UX Design
How To  Define A User Persona

How To  Define A User Persona

Raven Veal

In this post CareerFoundry UX Design mentor Raven Veal teaches you how to define a user persona, step by step. Check it out and let us know what you think in the comments below! And if you want to find out more about UX Design, check out our online, mentored course here: CareerFoundry UX Design Course.

What Is A User Persona?

A user persona is a fictional representation of your ideal customer. A persona is generally based on user research and incorporates the needs, goals, and observed behavior patterns of your target audience. Check out the example below:

User Persona Example (Image: http://www.user.com/)

Why Do You Need A Persona?

Whether you’re developing a smartphone app or a mobile-responsive website, it’s very important to understand who will be using the product. Knowing your audience will help influence the features and design elements you choose, thus making your product more useful. A persona clarifies who is in your target audience by answering the following questions:

  • Who is my ideal customer?
  • What are the current behavior patterns of my users?
  • What are the needs and goals of my users?

Understanding the needs of your users is vital to developing a successful product. Well-defined personas will enable you to efficiently identify and communicate user needs. Personas will also help you describe the individuals who use your product, which is essential to your overall value proposition.

 

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How Do You Define A User Persona?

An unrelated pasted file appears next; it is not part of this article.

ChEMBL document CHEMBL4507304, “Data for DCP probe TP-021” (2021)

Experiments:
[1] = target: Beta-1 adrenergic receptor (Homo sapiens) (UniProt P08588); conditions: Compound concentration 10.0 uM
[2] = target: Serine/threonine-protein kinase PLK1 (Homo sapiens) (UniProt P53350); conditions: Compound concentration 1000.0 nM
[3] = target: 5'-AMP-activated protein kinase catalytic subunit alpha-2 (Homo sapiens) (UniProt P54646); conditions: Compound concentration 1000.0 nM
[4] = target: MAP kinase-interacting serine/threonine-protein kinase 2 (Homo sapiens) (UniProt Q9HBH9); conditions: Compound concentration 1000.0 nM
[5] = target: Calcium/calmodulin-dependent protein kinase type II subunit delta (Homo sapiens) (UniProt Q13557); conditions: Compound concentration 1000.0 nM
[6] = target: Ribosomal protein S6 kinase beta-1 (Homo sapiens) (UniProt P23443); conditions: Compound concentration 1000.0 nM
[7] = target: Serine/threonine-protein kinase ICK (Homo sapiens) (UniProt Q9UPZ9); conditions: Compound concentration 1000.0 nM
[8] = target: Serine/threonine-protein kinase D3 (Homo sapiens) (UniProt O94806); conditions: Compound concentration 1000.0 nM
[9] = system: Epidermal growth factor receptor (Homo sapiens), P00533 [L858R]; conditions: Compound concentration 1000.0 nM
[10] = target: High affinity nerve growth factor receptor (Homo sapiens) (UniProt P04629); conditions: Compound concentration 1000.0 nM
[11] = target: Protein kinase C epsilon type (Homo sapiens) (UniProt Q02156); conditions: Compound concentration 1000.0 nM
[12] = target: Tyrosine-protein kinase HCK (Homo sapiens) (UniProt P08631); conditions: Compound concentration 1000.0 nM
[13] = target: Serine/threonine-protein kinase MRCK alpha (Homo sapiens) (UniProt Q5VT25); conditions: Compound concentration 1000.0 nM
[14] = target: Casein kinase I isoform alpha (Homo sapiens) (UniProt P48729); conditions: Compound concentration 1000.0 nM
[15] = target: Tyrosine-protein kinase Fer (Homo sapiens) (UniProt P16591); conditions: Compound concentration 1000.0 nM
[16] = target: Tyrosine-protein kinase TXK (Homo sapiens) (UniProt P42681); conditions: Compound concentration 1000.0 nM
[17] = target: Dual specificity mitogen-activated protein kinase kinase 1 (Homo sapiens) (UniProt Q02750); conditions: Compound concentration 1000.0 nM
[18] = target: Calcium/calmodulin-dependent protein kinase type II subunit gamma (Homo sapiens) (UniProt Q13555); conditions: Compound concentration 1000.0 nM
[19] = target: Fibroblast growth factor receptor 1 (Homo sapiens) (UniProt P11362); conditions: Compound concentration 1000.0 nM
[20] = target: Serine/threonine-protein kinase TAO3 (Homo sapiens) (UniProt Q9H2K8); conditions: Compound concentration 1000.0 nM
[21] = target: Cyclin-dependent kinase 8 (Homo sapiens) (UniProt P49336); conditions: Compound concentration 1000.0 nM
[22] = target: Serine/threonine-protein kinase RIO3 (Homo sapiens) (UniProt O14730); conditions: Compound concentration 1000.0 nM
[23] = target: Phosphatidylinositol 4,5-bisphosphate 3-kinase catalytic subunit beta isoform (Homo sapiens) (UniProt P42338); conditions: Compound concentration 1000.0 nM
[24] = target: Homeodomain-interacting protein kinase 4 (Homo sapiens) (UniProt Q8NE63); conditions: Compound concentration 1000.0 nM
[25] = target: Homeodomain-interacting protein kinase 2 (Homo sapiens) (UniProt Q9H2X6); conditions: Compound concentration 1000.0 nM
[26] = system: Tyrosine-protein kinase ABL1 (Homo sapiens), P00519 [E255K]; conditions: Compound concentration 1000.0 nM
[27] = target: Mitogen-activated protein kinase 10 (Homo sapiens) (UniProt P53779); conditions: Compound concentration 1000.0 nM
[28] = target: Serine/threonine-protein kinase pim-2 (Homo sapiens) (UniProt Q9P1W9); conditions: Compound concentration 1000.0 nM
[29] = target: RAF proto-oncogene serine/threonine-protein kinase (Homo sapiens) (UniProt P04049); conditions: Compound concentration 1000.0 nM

A well-defined user persona contains four key pieces of information:

  • Header
  • Demographic Profile
  • End Goal(s)
  • Scenario

Before you create a persona, conduct research to make sure your personas accurately represent your users. After you gather an adequate amount of data, organize the information into persona groups that represent your ideal customers. Remember to focus on the major needs of the most important user groups—you can’t be everything to everyone, nor should you try to be!

Step 1: Add A Header

The header includes a fictional name, image, and quote that summarizes what matters most to the persona as it relates to your product. These features aid in improving memorability, keeping your design team focused on the users they are building the product for.

Step 2: Add A Demographic Profile

While the name and image can be fictional, demographic details are factual and based on user research. The demographic profile includes four main sections: personal background, professional background, user environment, and psychographics.

Personal Background

The personal background includes details such as age, gender, ethnicity, education, persona group (e.g. working moms), and family status (e.g. single, married with children, widowed, etc.).

Professional Background

The professional background includes details such as job occupation, income level, and work experience.

User Environment

The user environment represents the physical, social, and technological context of the user. This section is used to answer questions like: What technological devices do users have access to? Do they spend most of their time in a corporate office or a home office? And how often do they collaborate with others?